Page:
caddy

1 [kad-ee]
noun, plural caddies.
1.
a container, rack, or other device for holding, organizing, or storing items: a pencil caddy; a bedspread caddy.
2.
Chiefly British, tea caddy.

Origin:
1785–95; see tea caddy

Dictionary.com Unabridged

caddy

2 [kad-ee]
noun, plural caddies, verb (used without object), caddied, caddying.
Dictionary.com Unabridged
Based on the Random House Dictionary, © Random House, Inc. 2014.
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Collins
World English Dictionary
caddie or caddy (ˈkædɪ)
 
n , pl -dies
1.  golf an attendant who carries clubs, etc, for a player
 
vb , -dies, -dies, -dying, -died
2.  (intr) to act as a caddie
 
[C17 (originally: a gentleman learning the military profession by serving in the army without a commission, hence C18 (Scottish): a person looking for employment, an errand-boy): from French cadet]
 
caddy or caddy
 
n
 
vb
 
[C17 (originally: a gentleman learning the military profession by serving in the army without a commission, hence C18 (Scottish): a person looking for employment, an errand-boy): from French cadet]

caddy1 (ˈkædɪ)
 
n , pl -dies
chiefly (Brit) a small container, esp for tea
 
[C18: from Malay kati; see catty²]

caddy2 (ˈkædɪ)
 
n, —vb , pl -dies, -dies, -dying, -died
a variant spelling of caddie

Collins English Dictionary - Complete & Unabridged 10th Edition
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Etymonline
Word Origin & History

caddy
"small box for tea," 1792, from Malay kati a weight equivalent to about a pound and a third (in English from 1590s as catty), adopted as a standard mid-18c. by British companies in the East Indies. Apparently the word for a measure of tea was transferred to the chest it was carried in.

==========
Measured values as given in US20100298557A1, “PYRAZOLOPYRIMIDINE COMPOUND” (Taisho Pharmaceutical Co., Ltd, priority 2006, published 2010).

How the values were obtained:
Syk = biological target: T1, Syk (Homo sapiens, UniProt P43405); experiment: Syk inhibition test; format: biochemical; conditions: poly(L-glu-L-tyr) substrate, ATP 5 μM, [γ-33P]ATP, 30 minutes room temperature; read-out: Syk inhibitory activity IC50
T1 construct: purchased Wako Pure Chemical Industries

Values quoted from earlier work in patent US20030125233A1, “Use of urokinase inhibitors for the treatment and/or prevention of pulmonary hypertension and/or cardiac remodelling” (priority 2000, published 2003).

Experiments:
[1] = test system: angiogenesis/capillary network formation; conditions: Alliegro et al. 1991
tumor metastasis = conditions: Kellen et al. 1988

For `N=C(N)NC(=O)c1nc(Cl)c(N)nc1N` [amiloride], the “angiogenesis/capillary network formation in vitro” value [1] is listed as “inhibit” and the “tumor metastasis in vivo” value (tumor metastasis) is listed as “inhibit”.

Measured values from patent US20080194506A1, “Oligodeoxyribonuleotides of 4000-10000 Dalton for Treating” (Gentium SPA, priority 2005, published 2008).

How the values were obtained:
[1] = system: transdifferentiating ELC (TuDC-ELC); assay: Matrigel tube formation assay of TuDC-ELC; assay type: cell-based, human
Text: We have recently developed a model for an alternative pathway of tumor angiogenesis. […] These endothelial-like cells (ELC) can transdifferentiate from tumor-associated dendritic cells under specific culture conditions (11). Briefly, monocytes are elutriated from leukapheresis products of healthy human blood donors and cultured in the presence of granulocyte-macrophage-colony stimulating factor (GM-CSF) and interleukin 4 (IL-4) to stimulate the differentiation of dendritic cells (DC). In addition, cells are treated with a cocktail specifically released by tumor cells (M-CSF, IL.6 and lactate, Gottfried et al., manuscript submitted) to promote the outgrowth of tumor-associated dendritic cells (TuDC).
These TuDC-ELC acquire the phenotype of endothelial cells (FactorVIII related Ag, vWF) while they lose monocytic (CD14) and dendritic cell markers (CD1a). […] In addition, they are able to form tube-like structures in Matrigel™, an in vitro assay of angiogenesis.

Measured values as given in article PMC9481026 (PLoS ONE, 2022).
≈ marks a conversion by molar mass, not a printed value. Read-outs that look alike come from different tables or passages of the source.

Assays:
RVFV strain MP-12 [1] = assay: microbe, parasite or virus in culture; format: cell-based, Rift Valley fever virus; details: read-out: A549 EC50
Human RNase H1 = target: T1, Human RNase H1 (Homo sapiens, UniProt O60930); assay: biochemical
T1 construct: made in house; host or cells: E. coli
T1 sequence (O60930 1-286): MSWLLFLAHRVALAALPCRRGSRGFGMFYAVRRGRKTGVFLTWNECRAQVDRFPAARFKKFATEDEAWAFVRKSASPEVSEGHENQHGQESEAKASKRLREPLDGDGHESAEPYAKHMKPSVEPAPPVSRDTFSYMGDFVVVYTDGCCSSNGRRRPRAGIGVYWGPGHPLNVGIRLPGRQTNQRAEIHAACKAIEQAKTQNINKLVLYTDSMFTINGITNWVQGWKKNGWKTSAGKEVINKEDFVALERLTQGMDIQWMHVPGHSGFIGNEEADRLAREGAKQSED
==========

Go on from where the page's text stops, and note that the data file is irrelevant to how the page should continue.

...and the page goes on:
Online Etymology Dictionary, © 2010 Douglas Harper
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Encyclopedia Britannica
Encyclopedia

caddy

container for tea. A corrupt form of the Malay kati, a weight of a little more than a pound (or about half a kilogram), the word was applied first to porcelain jars filled with tea and imported into England from China. Many caddies made from silver, copper, brass, pewter, and other decorative materials, such as veneers of tortoiseshell or ivory on wood, were made in the 18th century.

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Encyclopedia Britannica, 2008. Encyclopedia Britannica Online.
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Example sentences
Maxi designed the plywood tree sculpture and plywood umbrella caddy.
Ben sold newspapers at the train station, then became a caddy at a nearby
  country club.
If there is a place for your cooking utensils in the caddy, store them there.
Maybe it was because his caddy is studying sports psychology.
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